Notes from a Structural Epistemologist

Hypatia 38 (4):839 - 848 (2023)
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In answering my undergraduate students’ questions about what I do, I keep coming back to the term structural epistemology. If some students push me further to not hide behind terms, I tell them: I study structures (social, political, and cultural institutions and arrangements)—not all of them at the same time, obviously—and what they do to our knowledge practices (what we know and how we know). And I give some examples: how refugee regimes know “persecution,” I tell them, matters, particularly for asylum seekers. I also tell them that mine is a kind of structural epistemology guided by structural concerns in women of color feminist theories. This essay is a long way of answering the question: What do I do when I do structural epistemology? I consider this question to be an important one not only as part of an effort to rethink what I take myself to be doing in professional philosophy but also as an effort to characterize commitments and strategies I am influenced by and work with as a structural epistemologist.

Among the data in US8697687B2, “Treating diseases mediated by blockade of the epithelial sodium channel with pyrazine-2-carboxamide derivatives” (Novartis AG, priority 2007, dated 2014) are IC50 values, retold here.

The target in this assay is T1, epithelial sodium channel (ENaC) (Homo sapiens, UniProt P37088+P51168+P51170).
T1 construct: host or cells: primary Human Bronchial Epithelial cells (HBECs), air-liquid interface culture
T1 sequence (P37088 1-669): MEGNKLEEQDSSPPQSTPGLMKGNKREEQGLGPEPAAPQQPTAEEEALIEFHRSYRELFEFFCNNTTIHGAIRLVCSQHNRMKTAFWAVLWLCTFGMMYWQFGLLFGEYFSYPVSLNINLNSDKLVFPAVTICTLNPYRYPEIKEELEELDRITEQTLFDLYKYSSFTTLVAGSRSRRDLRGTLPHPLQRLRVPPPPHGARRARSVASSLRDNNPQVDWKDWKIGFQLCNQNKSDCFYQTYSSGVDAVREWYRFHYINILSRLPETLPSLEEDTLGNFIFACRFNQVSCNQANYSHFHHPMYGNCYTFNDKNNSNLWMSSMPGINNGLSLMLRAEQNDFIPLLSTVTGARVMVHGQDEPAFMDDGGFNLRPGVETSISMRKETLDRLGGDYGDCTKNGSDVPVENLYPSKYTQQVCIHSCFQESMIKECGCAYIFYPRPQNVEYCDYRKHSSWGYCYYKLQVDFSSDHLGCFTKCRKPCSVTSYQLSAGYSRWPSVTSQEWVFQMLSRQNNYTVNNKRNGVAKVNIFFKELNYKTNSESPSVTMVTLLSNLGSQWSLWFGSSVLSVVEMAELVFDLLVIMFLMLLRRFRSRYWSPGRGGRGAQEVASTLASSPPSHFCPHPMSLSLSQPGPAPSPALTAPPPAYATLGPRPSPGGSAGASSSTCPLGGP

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Ezgi Sertler
Utah Valley University


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